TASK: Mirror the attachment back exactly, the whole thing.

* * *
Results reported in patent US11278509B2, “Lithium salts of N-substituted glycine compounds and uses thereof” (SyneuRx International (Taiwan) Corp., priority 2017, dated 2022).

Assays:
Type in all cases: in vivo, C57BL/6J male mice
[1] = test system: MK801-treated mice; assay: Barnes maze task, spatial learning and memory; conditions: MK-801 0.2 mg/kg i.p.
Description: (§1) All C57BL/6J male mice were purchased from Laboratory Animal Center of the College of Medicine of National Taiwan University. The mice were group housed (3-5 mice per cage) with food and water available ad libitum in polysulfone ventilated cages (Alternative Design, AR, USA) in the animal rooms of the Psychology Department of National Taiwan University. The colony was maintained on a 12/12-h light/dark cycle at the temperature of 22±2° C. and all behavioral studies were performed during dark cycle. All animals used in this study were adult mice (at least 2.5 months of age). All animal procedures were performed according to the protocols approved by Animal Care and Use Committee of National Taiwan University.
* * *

Results reported in patent US11278509B2, “Lithium salts of N-substituted glycine compounds and uses thereof” (SyneuRx International (Taiwan) Corp., priority 2017, dated 2022).

Assays:
Type in all cases: in vivo, C57BL/6J male mice
[1] = test system: MK801-treated mice; assay: Barnes maze task, spatial learning and memory; conditions: MK-801 0.2 mg/kg i.p.
Description: (§1) All C57BL/6J male mice were purchased from Laboratory Animal Center of the College of Medicine of National Taiwan University. The mice were group housed (3-5 mice per cage) with food and water available ad libitum in polysulfone ventilated cages (Alternative Design, AR, USA) in the animal rooms of the Psychology Department of National Taiwan University. The colony was maintained on a 12/12-h light/dark cycle at the temperature of 22±2° C. and all behavioral studies were performed during dark cycle. All animals used in this study were adult mice (at least 2.5 months of age). All animal procedures were performed according to the protocols approved by Animal Care and Use Committee of National Taiwan University.